WINTER ON THE CREEK 2018
We’ve been enjoying the scenery at BCO these past weeks. The icicles have amazed along with the fresh snow fallen creek banks. Although this is a time of hibernation for some favored forest critters, the Boone Creek staff have been cooking up some new activities for this upcoming Spring! We will have our grand opening this April to showcase our new adventures including rappel tours, day camps, guided hikes, and more. Stay tuned for announcements and be on the look out for event dates. See you in the trees!
We have been hard at work this winter establishing a permanent hiking loop for guests to enjoy on our property. This roughly 2 mile loop will be open this Spring for guided saunters. Come experience a stroll next to Boone Creek or be on the lookout for one of our scheduled geology, wildflower, or history hikes. The trail will take you under part of the canopy tour, past prickly pear cactus and fossils exposed on limestone from an old quarry, down a pioneer wagon trail to a historic mill, and meander next to picturesque Boone Creek. Our guides are excited to share this new addition to Boone Creek Outdoors with our adventure seeking guests!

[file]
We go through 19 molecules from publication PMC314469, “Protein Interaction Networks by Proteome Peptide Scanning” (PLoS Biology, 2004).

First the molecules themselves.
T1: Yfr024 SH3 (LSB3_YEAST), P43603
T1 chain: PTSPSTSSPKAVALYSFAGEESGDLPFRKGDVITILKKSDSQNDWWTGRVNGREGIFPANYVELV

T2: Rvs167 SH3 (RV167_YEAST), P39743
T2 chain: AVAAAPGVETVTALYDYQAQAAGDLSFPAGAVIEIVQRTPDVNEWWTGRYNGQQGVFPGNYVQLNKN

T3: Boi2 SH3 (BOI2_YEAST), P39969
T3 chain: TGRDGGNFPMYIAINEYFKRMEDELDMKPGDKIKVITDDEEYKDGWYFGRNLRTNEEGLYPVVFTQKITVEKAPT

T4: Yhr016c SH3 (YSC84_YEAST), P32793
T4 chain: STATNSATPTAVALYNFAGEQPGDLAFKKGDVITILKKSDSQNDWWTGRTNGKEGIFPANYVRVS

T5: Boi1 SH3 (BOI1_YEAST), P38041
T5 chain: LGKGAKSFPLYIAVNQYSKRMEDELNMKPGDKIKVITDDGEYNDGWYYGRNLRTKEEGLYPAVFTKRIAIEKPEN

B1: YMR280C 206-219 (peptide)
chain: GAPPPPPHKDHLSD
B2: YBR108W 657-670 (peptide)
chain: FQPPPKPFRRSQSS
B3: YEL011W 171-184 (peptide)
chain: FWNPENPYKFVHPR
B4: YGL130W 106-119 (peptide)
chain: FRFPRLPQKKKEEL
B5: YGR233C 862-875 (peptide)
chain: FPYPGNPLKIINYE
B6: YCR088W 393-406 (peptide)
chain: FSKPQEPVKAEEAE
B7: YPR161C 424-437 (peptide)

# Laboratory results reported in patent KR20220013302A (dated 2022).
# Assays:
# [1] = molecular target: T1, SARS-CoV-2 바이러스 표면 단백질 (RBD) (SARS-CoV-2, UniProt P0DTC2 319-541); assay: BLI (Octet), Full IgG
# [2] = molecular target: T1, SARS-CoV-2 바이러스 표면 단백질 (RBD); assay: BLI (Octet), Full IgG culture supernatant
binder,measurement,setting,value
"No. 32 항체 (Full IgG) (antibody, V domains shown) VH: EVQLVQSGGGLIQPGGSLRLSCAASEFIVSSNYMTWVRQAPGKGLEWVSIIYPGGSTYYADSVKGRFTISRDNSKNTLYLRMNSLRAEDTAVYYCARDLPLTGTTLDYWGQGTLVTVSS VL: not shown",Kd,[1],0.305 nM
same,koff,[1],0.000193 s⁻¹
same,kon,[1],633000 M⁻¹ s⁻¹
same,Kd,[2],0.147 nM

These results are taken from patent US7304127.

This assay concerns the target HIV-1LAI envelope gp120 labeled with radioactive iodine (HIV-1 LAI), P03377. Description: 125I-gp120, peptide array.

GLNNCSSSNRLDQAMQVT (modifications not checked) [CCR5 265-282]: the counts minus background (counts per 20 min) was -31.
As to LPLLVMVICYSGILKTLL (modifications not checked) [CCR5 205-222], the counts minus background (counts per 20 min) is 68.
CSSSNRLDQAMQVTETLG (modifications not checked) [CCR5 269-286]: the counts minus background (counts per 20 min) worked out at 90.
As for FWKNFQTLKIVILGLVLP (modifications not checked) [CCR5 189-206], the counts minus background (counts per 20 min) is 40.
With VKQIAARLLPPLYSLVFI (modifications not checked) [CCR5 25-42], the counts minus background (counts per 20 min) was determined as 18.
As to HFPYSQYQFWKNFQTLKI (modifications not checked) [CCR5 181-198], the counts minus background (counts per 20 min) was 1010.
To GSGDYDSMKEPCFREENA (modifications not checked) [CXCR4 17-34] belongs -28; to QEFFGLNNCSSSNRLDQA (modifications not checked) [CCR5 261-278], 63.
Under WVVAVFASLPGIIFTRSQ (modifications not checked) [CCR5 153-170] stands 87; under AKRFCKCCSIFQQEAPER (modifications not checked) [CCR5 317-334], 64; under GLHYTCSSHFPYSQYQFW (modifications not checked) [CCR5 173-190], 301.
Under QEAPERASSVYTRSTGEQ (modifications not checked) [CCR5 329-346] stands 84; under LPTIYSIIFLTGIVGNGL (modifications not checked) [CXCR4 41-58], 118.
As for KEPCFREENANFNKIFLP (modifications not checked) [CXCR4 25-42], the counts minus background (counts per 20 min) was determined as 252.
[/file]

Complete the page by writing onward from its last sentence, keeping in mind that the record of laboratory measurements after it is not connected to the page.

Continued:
VOLUNTEERING AT BCO
Volunteers were lucky to have a warm Sunday in Mid-January to help with clearing vegetation around one of our historic sites. “The Hearth,” as we call it, is the remains of a late 1700’s cabin that once stood steps away from the Cleveland-Rogers Mill. Volunteers cut tons of bush honeysuckle, briars and dead trees away from the hearth and remaining foundation to make the site more accessible and visible for our guests. It is always fun to stop and look out towards Boone Creek and the mill from this homesite imagining what life was like 300+ years ago on our property.
DID YOU KNOW?
We’ve got fossils! Tons of ’em! Darion is a Canopy Tour guide at BCO in her last year at UK for a Bachelor of Science in Geology. She took us out on a guided hike this past week to hunt for these ancient critters and it was a huge success! We found several trace fossils on the limestone shelves scatted throughout the prairie. Trace fossils are burrows of 450 Million year old snails, worms, and cephalopod (tiny octopus). See the photos below for the best finds of the day!
Pheonix, the corn snake, was donated to BCO this past month. The corn snake is a species of rat snake that subdues its small prey by constriction. The corn snake is native to KY and is often killed as they are mistaken for copperheads. In contrast, they are not venomous, docile in nature, and help control wild pests that damage crops and spread disease. They can be distinguished from copperheads from their vibrant color, slender build, and lack of heat-sensing pits (nostrils).
*Feb 11th – Volunteer Day – weather permitting
*March 11th – Volunteer Day – weather permitting
March 31st to April 1st – Kid’s Weekend Camp
April 2nd through 6th – Kid’s Outdoor Adventure Camp
*8 hours of volunteer service grants a FREE canopy tour & guided hike!